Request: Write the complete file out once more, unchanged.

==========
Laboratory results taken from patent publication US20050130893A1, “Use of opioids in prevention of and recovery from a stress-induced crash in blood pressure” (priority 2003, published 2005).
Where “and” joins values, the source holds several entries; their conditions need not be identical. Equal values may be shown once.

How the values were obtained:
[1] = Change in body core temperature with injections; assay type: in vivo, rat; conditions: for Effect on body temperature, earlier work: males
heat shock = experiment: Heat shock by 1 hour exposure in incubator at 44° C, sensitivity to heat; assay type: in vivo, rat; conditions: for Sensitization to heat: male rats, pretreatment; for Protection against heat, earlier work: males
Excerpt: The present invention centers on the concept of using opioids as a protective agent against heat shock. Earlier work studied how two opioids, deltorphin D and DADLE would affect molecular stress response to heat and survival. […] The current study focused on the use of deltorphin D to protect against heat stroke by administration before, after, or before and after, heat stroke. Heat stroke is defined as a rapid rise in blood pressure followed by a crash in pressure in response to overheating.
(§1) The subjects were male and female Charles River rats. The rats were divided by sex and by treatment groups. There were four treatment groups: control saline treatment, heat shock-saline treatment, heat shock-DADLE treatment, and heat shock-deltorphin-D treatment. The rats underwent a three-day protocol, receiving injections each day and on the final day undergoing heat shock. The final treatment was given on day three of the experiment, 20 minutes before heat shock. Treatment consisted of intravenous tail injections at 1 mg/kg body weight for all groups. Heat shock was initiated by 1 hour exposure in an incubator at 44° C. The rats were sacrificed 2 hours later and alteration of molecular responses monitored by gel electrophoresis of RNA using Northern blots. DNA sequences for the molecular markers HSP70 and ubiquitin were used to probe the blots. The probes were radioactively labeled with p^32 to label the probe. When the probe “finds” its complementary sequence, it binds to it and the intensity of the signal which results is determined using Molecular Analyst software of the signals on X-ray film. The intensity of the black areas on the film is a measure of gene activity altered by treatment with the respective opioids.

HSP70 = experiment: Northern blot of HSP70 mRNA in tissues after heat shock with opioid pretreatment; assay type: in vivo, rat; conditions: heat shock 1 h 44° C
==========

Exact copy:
Laboratory results taken from patent publication US20050130893A1, “Use of opioids in prevention of and recovery from a stress-induced crash in blood pressure” (priority 2003, published 2005).
Where “and” joins values, the source holds several entries; their conditions need not be identical. Equal values may be shown once.

How the values were obtained:
[1] = Change in body core temperature with injections; assay type: in vivo, rat; conditions: for Effect on body temperature, earlier work: males
heat shock = experiment: Heat shock by 1 hour exposure in incubator at 44° C, sensitivity to heat; assay type: in vivo, rat; conditions: for Sensitization to heat: male rats, pretreatment; for Protection against heat, earlier work: males
Excerpt: The present invention centers on the concept of using opioids as a protective agent against heat shock. Earlier work studied how two opioids, deltorphin D and DADLE would affect molecular stress response to heat and survival. […] The current study focused on the use of deltorphin D to protect against heat stroke by administration before, after, or before and after, heat stroke. Heat stroke is defined as a rapid rise in blood pressure followed by a crash in pressure in response to overheating.
(§1) The subjects were male and female Charles River rats. The rats were divided by sex and by treatment groups. There were four treatment groups: control saline treatment, heat shock-saline treatment, heat shock-DADLE treatment, and heat shock-deltorphin-D treatment. The rats underwent a three-day protocol, receiving injections each day and on the final day undergoing heat shock. The final treatment was given on day three of the experiment, 20 minutes before heat shock. Treatment consisted of intravenous tail injections at 1 mg/kg body weight for all groups. Heat shock was initiated by 1 hour exposure in an incubator at 44° C. The rats were sacrificed 2 hours later and alteration of molecular responses monitored by gel electrophoresis of RNA using Northern blots. DNA sequences for the molecular markers HSP70 and ubiquitin were used to probe the blots. The probes were radioactively labeled with p^32 to label the probe. When the probe “finds” its complementary sequence, it binds to it and the intensity of the signal which results is determined using Molecular Analyst software of the signals on X-ray film. The intensity of the black areas on the film is a measure of gene activity altered by treatment with the respective opioids.

HSP70 = experiment: Northern blot of HSP70 mRNA in tissues after heat shock with opioid pretreatment; assay type: in vivo, rat; conditions: heat shock 1 h 44° C